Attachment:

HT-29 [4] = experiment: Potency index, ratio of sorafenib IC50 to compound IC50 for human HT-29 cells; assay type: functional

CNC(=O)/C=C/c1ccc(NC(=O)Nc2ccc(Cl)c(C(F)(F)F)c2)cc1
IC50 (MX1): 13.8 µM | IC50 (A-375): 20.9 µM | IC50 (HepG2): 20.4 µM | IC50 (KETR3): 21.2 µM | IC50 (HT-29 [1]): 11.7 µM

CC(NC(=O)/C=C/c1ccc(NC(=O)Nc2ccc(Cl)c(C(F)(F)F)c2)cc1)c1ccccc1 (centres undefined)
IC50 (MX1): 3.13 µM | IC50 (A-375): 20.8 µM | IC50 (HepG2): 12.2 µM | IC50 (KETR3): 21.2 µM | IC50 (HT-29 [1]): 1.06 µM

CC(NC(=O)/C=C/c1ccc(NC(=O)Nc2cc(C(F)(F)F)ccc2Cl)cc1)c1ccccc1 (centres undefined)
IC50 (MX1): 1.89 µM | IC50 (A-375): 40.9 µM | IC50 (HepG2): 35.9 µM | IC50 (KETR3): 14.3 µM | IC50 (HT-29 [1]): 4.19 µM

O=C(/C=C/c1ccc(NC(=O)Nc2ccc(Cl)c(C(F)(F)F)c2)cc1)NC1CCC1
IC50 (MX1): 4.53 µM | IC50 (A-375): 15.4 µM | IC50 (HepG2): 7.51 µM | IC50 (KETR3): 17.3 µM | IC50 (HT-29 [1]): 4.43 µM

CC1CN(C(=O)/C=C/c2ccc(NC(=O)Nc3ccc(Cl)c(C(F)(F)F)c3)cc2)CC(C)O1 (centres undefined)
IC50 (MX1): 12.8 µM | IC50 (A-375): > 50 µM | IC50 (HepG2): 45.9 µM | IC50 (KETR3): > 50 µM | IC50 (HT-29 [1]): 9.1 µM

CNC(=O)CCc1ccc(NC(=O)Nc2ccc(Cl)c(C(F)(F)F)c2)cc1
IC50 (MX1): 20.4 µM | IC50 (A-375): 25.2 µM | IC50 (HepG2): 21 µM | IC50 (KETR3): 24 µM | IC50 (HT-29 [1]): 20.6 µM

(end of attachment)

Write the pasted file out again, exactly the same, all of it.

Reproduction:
HT-29 [4] = experiment: Potency index, ratio of sorafenib IC50 to compound IC50 for human HT-29 cells; assay type: functional

CNC(=O)/C=C/c1ccc(NC(=O)Nc2ccc(Cl)c(C(F)(F)F)c2)cc1
IC50 (MX1): 13.8 µM | IC50 (A-375): 20.9 µM | IC50 (HepG2): 20.4 µM | IC50 (KETR3): 21.2 µM | IC50 (HT-29 [1]): 11.7 µM

CC(NC(=O)/C=C/c1ccc(NC(=O)Nc2ccc(Cl)c(C(F)(F)F)c2)cc1)c1ccccc1 (centres undefined)
IC50 (MX1): 3.13 µM | IC50 (A-375): 20.8 µM | IC50 (HepG2): 12.2 µM | IC50 (KETR3): 21.2 µM | IC50 (HT-29 [1]): 1.06 µM

CC(NC(=O)/C=C/c1ccc(NC(=O)Nc2cc(C(F)(F)F)ccc2Cl)cc1)c1ccccc1 (centres undefined)
IC50 (MX1): 1.89 µM | IC50 (A-375): 40.9 µM | IC50 (HepG2): 35.9 µM | IC50 (KETR3): 14.3 µM | IC50 (HT-29 [1]): 4.19 µM

O=C(/C=C/c1ccc(NC(=O)Nc2ccc(Cl)c(C(F)(F)F)c2)cc1)NC1CCC1
IC50 (MX1): 4.53 µM | IC50 (A-375): 15.4 µM | IC50 (HepG2): 7.51 µM | IC50 (KETR3): 17.3 µM | IC50 (HT-29 [1]): 4.43 µM

CC1CN(C(=O)/C=C/c2ccc(NC(=O)Nc3ccc(Cl)c(C(F)(F)F)c3)cc2)CC(C)O1 (centres undefined)
IC50 (MX1): 12.8 µM | IC50 (A-375): > 50 µM | IC50 (HepG2): 45.9 µM | IC50 (KETR3): > 50 µM | IC50 (HT-29 [1]): 9.1 µM

CNC(=O)CCc1ccc(NC(=O)Nc2ccc(Cl)c(C(F)(F)F)c2)cc1
IC50 (MX1): 20.4 µM | IC50 (A-375): 25.2 µM | IC50 (HepG2): 21 µM | IC50 (KETR3): 24 µM | IC50 (HT-29 [1]): 20.6 µM